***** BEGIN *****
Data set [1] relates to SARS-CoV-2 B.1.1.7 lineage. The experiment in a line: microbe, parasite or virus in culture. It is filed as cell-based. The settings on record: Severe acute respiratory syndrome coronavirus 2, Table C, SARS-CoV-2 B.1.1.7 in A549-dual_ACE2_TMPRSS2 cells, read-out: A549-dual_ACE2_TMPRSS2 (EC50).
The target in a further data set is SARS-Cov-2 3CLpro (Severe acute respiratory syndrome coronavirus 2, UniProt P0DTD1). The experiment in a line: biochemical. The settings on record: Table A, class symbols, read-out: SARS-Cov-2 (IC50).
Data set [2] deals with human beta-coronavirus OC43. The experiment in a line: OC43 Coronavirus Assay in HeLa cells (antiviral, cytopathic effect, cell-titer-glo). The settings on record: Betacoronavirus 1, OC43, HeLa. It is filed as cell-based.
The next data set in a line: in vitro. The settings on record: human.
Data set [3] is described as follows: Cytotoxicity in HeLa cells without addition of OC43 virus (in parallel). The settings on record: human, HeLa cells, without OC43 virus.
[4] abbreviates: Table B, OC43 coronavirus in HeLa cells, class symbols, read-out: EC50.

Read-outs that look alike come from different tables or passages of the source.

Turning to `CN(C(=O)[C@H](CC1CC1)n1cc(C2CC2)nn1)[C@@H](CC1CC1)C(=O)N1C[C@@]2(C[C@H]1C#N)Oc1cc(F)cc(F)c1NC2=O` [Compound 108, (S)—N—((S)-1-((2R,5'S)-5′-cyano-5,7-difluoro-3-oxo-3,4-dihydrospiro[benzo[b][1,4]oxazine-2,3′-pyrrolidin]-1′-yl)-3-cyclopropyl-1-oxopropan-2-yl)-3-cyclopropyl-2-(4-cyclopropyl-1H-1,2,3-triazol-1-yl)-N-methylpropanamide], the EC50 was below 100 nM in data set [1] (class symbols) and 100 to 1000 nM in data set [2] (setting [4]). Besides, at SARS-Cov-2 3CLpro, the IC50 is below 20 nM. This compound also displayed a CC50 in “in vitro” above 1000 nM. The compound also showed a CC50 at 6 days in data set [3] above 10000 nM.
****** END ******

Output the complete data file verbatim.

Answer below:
Data set [1] relates to SARS-CoV-2 B.1.1.7 lineage. The experiment in a line: microbe, parasite or virus in culture. It is filed as cell-based. The settings on record: Severe acute respiratory syndrome coronavirus 2, Table C, SARS-CoV-2 B.1.1.7 in A549-dual_ACE2_TMPRSS2 cells, read-out: A549-dual_ACE2_TMPRSS2 (EC50).
The target in a further data set is SARS-Cov-2 3CLpro (Severe acute respiratory syndrome coronavirus 2, UniProt P0DTD1). The experiment in a line: biochemical. The settings on record: Table A, class symbols, read-out: SARS-Cov-2 (IC50).
Data set [2] deals with human beta-coronavirus OC43. The experiment in a line: OC43 Coronavirus Assay in HeLa cells (antiviral, cytopathic effect, cell-titer-glo). The settings on record: Betacoronavirus 1, OC43, HeLa. It is filed as cell-based.
The next data set in a line: in vitro. The settings on record: human.
Data set [3] is described as follows: Cytotoxicity in HeLa cells without addition of OC43 virus (in parallel). The settings on record: human, HeLa cells, without OC43 virus.
[4] abbreviates: Table B, OC43 coronavirus in HeLa cells, class symbols, read-out: EC50.

Read-outs that look alike come from different tables or passages of the source.

Turning to `CN(C(=O)[C@H](CC1CC1)n1cc(C2CC2)nn1)[C@@H](CC1CC1)C(=O)N1C[C@@]2(C[C@H]1C#N)Oc1cc(F)cc(F)c1NC2=O` [Compound 108, (S)—N—((S)-1-((2R,5'S)-5′-cyano-5,7-difluoro-3-oxo-3,4-dihydrospiro[benzo[b][1,4]oxazine-2,3′-pyrrolidin]-1′-yl)-3-cyclopropyl-1-oxopropan-2-yl)-3-cyclopropyl-2-(4-cyclopropyl-1H-1,2,3-triazol-1-yl)-N-methylpropanamide], the EC50 was below 100 nM in data set [1] (class symbols) and 100 to 1000 nM in data set [2] (setting [4]). Besides, at SARS-Cov-2 3CLpro, the IC50 is below 20 nM. This compound also displayed a CC50 in “in vitro” above 1000 nM. The compound also showed a CC50 at 6 days in data set [3] above 10000 nM.